US, 6 August 2021
The constitutional crisis caused by the 16th Tibetan Parliament in Exile has dealt the CTA an unprecedented blow that has brought the Central Tibetan Administration (CTA) to its proverbial knees. It’s unfortunate that after months of back and forth we are still far from a resolution.
His Holiness has worked tirelessly to build the exiled Tibetan government into this extremely unique and efficacious entity that has served the people of Tibet and its struggle very well since its inception, yet here we are today, deeply mired in a political quagmire of our own creation. Our seeming inability to move past this stalemate is confirmation of a divided community’s deeply polarized politics. While this sort of divide and bellicose rhetoric is not foreign to most political discourse, I have never witnessed or experienced this much distrust and anger directed at one another in my lifetime within the Tibetan diaspora. It’s traumatizing, emotionally.
CTA is not only the strength and security of the Tibetan people, but also the heart and soul that keeps our struggle alive. We as a people simply can not afford to amble along this path of self-destruction any more. We must come together and forge a path forward with the urgency it commands. The risks are too high and rewards (if any) too little for us to perpetuate this exercise in futility any further.
China over the years has done everything in its capacity to effect a failed and fractured CTA and sow discord and chaos within the Tibetan community, but largely to no avail. Thank goodness! However, the current crisis caused by a toxic cocktail of distrust, dithering, and dereliction of due process by the 16th TPIE has done exactly what China couldn’t do despite their repeated attempts, and this painful truth gnaws at my heart.
Sidkyong Pempa Tsering la deserves a kashag at its full functioning capacity, the Tibetan electorate deserves a parliament at its full functioning capacity, we as a people and more so as a struggle needs a functioning government, not one in crisis. Hope we have not become inured to such follies.
Faculty lounge jargon and woke culture smugness will not resolve our political difference, and neither will ideological castigation of one another. If anything, such behavior will further exacerbate the division within our society. For us to recuperate and regain our collective strength as a people, we must be willing to act with reason, rationale, and a deep sense of individual responsibility to do what is best for our cause. Nothing else will set us free of our foibles.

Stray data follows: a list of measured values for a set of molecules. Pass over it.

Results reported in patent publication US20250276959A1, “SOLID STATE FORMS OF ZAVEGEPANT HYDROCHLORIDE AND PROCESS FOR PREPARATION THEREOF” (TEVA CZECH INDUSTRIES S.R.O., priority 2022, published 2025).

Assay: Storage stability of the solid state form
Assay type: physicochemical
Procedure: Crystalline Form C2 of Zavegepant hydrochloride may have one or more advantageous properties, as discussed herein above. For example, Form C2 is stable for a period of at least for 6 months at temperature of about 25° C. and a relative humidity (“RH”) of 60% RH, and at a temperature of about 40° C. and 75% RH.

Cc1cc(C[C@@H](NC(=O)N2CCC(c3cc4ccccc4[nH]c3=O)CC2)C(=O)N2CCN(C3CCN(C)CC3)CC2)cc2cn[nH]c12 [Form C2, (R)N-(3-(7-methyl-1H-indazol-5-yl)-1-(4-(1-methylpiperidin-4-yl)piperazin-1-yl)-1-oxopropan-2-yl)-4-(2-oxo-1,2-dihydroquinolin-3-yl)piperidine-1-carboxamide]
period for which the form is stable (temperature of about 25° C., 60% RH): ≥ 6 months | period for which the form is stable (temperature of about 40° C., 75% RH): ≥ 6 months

I am sincere in my belief, and cautiously optimistic that we will come out of this better and stronger, sooner rather than later.
Having said that, I realize that optimism alone won’t get us out of this mess, especially when the feuding factions all point to the Tibetan people’s Charter for the justification of their actions, be it for the dismissal of the STJC or for its reinstatement.
I am personally of the belief that it is highly unlikely that a document as important as the Charter of the Tibetan people could be this vague and ambiguous in its interpretation on an issue of this magnitude.
Therefore it is imperative that a non-partisan committee comprised of the best minds in this field, with the wherewithal to revisit and scrutinize the Charter, is formed for the sole purpose of determining the veracity of the two opposing views. Once their work is done, their findings must be made public without ambiguity and equivocation for obvious reasons.
Following the release of the committee’s findings, the faction whose views are found meritless must accept the result and move on for the good of our cause.
I am hopeful that everyone involved in this will do everything in their capacity to move past this stalemate. The stakes are way too high for us not to tackle this issue with utmost urgency. Anything less is a disservice to our cause and struggle that we simply can not afford.
About the author
Tsering Wangyal is a former staff at the Central Tibetan Administration, serving in various capacities from 1968 to 2000. He retired as the Secretary of the Department of Education, CTA, and is currently living in the US.